A Supreme Court Justice Plants a Church
When forty thousand Christians on December 4, 1973 started a new Presbyterian Church, they were understandably excited beyond measure for the fruition of plans to begin a Bible-believing, Gospel-preaching church true to the Scriptures, the Reformed Faith, and the Great Commission. Though they essentially had left the Southern Presbyterian church (PCUS), they had a vision of impacting the whole nation. So they named their denomination the National Presbyterian Church. They immediately however encountered a road block to the choice of that name. There already was a congregation by that name, the National Presbyterian Church, located in Washington, D.C., and this local church had a national mission to all the states and even beyond, primarily as an endorsing authority for military chaplains. So in the second year of its existence, the new denomination changed its name to the Presbyterian Church in America.
National Presbyterian Church [the congregation] had its beginnings in two PCUSA congregations located in the nation’s capitol. The First Presbyterian Church, which began in the last decade of the seventeen hundreds in our nation’s capitol, was the home of countless presidents. Chief executives like Jackson, Polk, Pierce, Buchanan, Cleveland made this their Washington home church.
The other congregation which joined to make National Presbyterian what it is today was Covenant Presbyterian Church. It was begun when eleven ruling elders of New York Avenue Presbyterian Church met in the home of Supreme Court Justice William Strong on March 11, 1883 to plant another Presbyterian church in the capitol. Its first service was in 1889 and it was dedicated in 1901. Early attenders were President Harrison and Alexander Graham Bell. It became the home church of President Dwight David Eisenhower, when he was elected to this high position.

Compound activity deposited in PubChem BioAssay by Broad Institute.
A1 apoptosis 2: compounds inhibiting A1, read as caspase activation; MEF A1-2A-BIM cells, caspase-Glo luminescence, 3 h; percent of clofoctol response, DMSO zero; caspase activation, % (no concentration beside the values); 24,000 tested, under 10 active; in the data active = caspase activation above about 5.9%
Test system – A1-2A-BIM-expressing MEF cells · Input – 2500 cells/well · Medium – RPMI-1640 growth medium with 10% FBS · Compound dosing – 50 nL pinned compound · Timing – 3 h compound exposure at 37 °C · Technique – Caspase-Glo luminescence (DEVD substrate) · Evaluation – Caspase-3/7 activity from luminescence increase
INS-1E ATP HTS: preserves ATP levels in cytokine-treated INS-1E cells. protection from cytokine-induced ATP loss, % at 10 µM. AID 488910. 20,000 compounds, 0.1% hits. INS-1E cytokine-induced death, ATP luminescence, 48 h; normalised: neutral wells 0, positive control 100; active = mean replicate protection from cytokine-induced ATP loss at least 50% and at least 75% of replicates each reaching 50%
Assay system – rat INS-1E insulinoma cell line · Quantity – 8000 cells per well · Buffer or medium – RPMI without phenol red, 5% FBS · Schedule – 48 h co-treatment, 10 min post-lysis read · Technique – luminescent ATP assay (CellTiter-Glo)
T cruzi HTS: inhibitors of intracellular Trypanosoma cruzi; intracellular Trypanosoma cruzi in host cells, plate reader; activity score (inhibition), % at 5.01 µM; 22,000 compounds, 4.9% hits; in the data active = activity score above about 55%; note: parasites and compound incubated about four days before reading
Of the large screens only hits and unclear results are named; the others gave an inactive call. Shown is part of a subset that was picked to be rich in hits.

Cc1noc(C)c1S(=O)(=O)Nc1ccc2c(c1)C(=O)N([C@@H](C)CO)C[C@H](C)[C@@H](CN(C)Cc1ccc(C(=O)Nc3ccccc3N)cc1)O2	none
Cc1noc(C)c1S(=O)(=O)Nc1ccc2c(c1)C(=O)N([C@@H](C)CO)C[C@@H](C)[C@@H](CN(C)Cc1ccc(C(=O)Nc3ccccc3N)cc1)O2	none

Both churches united and were designated as the National Presbyterian Church as an action of the Presbyterian Church USA in 1946. Thus, they did not wish any confusion as to what would be considered the National Presbyterian Church.
In hindsight, the 1974 decision to change the denominational name rather than contest the matter, while gracious, was also providential. For so the churches, sessions, and elders who came out of the PCUS church in 1973 were then enabled to choose what their real calling was to be, namely, the Presbyterian Church in America.
Words to Live By: God never makes mistakes. If an action in your life, or the life of your church, at first seems a puzzle, wait prayerfully for God’s providence to make it clear.